Wisdom teeth are the third and last molars located on each side of the upper and lower jaws. They are the final teeth to erupt and usually appear when a person is in their late teens or early twenties, or your “wisdom years.”
The development of these teeth is not always functional and can crowd the mouth causing problems for you in the future. The roots of the wisdom teeth are not fully formed between the ages of 16 and 21 so it is recommended that they are evaluated during this time. As the wisdom teeth develop, the roots become longer and the jaw bone becomes denser making them more difficult to remove.
For many patients, wisdom teeth never fully or even partially enter the mouth. Often the jaw is not large enough and the wisdom teeth are tilted under the gums, blocked from coming in by bone or other teeth, causing them to become impacted. The impacted wisdom teeth can take many positions in the bone as they attempt to find a pathway that will allow them to successfully erupt. When they do partially erupt, this can cause a “food trap” where the opening around the teeth allows plaque to accumulate and bacteria to grow. The result: swelling, stiffness, pain, and illness. The pressure from the erupting wisdom teeth may move other teeth and disrupt the orthodontic or natural alignment of teeth. The most serious problem occurs when tumors or cysts form around the impacted wisdom teeth, resulting in the destruction of the jawbone and healthy teeth. Removal of the offending impacted teeth usually resolves these problems. Early removal is recommended to avoid future problems and to decrease the surgical risk involved with the procedure.
Studies have shown that early evaluation and treatment result in a superior outcome for the patient. Patients are generally first evaluated in the mid-teenage years by their dentist, orthodontist or by an oral and maxillofacial surgeon. With an oral examination and x-rays of the mouth, Drs. Burchfield, Richardson, McLeod, Shea, West, Hamilton, Wicke and Mort can evaluate the position of the wisdom teeth and assess if there are current issues or if future problems are likely to arise. An x-ray of your mouth and jaws (Panorex) will be examined during your consultation to help determine if your wisdom teeth are impacted, if there is room for them to erupt, and how difficult the removal may be.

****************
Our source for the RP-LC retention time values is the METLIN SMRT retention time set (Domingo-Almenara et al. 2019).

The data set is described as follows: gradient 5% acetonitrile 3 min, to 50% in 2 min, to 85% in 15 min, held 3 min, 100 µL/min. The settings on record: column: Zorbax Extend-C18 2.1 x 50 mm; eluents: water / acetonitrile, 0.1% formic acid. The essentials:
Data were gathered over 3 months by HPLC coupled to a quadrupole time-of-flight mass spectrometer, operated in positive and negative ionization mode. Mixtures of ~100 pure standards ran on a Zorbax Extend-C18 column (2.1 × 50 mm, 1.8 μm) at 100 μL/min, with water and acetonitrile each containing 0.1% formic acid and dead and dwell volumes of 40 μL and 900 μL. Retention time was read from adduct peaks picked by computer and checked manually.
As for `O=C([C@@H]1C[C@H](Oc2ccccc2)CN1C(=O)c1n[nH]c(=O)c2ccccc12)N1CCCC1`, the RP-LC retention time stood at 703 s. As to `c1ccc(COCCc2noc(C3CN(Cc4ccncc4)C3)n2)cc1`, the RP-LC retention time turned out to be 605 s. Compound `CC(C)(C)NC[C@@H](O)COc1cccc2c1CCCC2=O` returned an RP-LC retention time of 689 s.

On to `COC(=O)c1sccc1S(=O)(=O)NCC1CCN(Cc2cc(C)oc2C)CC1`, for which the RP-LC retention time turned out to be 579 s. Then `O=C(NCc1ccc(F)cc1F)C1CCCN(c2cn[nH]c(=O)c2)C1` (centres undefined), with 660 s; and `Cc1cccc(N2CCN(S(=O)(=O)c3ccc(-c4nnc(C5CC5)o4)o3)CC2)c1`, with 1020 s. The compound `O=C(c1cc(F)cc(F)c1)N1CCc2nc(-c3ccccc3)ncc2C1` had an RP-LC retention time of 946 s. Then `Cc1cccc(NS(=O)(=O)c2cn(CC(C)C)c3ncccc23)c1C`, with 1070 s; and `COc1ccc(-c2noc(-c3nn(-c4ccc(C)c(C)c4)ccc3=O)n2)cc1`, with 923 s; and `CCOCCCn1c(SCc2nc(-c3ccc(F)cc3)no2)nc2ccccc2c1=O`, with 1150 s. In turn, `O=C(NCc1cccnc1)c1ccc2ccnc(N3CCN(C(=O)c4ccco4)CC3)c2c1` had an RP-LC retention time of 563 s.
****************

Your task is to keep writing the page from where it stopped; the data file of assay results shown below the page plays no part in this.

Soft Tissue Impaction: The upper portion of the wisdom tooth (the crown) has penetrated through the gum tissue.
Partial Bony Impaction: The wisdom tooth has enough room to allow for partial eruption, however it is still primarily impacted within the jawbone and does not have enough space to function properly.
Complete Bony Impaction: The wisdom tooth remains fully embedded in the jaw bone and may never break through the gums.
Wisdom teeth removal is an outpatient procedure, which means you arrive and go home on the same day. All outpatient surgery is performed under the appropriate level of anesthesia to maximize patient comfort. Drs. Burchfield, Richardson, McLeod, Shea, West, Hamilton, Wicke and Mort, as well as our surgical staff, have the training, credentials and experience to provide various types of anesthesia for patients to select the best alternative. In most cases, the removal of wisdom teeth is performed under general anesthesia. These anesthetic options, as well as the surgical risks (i.e., sensory nerve damage, sinus complications), will be discussed with you before the procedure is performed.